Elections are upon us again. In the USA it’s Romney or Obama, and in the UK we have our first ever police commissioner elections. For some people the choice will be easy: they will vote the way they always vote, even though, as fixed voters, it means that their political influence is minimal. But what if you are a floating voter? Or what — as, for many Liberal Democrat voters facing the police commissioner elections — your party or favoured candidate is not on the list?
We once organised a meeting on this subject in the city of Ghent, Belgium. Unfortunately, most people who came to it did not want to know how to vote, but what to vote. They were not intersted in the principles for making up their own minds, but simply on an instruction as to which candidate they should select.
If you’re a fixed voter, and your candidate is available at the next bout of elections, you’ve probably already made up your mind. But, even then, there are a large number of things in modern life which call us to make a choice where there is no party candidate standing. X Factor votes may not be particularly significant, but choice of school governors, staff reps in a job negotiation and even club elections are potentially substantial choices which will shape the future.
People vote for essentially four reasons, two of which (I argue) are good, and two of which (I maintain) are bad. This isn’t just me. Aristotle, in his Politics, describes six kinds of government: monarchy, aristocracy, and polity, versus tyranny, oligarchy and democracy. Monarchy he saw as one ruler ruling for the benefit of all. Aristocracy was the noble ruling for the benefit of all, and polity was the citizens ruling for the benefit of all. Tyranny, by contrast, was a single ruler ruling for their own benefit, oligarchy was the powerful ruling for their own benefit, and democracy was the people ruling for selfish purposes.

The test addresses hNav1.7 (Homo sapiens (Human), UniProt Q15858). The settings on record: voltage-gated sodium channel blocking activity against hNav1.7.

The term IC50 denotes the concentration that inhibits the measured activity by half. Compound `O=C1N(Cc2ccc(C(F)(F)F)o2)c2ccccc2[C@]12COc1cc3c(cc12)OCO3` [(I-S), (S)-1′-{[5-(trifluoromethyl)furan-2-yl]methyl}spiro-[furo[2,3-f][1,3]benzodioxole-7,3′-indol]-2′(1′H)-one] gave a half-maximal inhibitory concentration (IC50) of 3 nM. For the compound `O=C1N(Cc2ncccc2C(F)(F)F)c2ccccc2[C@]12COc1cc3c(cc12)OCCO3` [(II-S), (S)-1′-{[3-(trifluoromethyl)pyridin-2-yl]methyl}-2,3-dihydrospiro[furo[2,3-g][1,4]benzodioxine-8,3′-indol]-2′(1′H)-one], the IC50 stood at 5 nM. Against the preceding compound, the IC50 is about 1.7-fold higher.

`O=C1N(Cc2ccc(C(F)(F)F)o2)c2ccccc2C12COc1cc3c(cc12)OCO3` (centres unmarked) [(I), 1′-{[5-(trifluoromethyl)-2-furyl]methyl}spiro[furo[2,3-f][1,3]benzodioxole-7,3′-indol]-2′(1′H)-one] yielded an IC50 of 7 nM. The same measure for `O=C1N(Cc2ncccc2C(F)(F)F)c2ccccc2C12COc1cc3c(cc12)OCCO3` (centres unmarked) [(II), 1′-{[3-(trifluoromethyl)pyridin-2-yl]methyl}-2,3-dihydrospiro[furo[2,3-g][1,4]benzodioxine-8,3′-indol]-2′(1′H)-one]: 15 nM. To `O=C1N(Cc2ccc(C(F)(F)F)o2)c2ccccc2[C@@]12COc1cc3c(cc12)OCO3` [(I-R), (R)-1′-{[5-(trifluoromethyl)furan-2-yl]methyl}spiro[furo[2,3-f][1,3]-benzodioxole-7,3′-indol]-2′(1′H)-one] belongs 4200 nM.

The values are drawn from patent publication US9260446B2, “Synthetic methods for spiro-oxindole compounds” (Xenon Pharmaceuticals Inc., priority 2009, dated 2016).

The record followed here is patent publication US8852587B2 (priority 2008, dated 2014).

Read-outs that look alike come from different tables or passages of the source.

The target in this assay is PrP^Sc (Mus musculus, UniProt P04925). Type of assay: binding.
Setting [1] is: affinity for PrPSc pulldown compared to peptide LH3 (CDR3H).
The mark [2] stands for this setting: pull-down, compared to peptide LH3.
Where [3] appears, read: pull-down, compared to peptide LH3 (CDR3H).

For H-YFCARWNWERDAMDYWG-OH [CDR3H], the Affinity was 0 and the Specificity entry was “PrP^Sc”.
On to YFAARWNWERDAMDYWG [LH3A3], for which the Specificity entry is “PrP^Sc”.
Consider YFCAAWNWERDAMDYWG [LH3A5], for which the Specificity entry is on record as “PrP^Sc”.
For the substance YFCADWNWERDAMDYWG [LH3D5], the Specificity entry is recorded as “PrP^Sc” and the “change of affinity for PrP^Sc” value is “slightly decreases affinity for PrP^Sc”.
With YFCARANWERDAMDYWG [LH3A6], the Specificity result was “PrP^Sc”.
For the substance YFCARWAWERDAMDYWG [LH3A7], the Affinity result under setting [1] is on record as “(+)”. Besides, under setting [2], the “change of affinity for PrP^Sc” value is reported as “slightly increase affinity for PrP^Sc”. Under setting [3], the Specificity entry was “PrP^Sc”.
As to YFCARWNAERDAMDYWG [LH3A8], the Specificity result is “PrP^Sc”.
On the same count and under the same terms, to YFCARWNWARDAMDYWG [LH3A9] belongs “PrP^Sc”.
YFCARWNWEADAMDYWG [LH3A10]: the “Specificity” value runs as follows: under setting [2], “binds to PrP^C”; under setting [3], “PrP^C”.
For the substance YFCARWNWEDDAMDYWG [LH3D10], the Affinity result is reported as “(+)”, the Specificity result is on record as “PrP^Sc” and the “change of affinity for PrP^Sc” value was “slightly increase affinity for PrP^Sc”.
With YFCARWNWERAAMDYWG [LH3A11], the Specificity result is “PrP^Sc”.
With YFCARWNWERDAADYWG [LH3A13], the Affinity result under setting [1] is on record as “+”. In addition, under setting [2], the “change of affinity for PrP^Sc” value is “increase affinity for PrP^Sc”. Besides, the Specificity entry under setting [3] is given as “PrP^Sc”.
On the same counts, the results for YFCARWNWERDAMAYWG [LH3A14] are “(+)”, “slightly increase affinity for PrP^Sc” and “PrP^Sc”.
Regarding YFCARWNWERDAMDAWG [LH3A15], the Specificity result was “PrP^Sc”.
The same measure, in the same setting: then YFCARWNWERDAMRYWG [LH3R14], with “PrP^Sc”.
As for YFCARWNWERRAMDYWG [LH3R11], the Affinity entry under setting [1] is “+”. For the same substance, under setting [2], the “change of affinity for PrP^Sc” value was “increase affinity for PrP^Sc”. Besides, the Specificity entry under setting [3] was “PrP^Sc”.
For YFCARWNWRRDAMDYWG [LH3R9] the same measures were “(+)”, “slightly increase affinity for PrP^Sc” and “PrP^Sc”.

Most modern thinkers would argue that monarchy and aristocracy inevitably lead in time to tyranny and oligarchy. However, we have appropriated Aristotle’s demeaning term democracy to describe the polity which he recommends: citizens, deciding together for everyone’s good. Equally, though, we recognise the tyranny of the 51% vote where the majorrity rule at the expense of the minority, and we deplore it.
My belief is that people vote for four reasons:
You may yet be saying that you always vote with your gut instinct, and you can’t trust the politicians anyway. Unfortunately, being nice and being honest don’t necessarily equip someone to lead a country, or even a police authority, any more than being nasty and brutal do. It’s still necessary to ask the question: what will they do?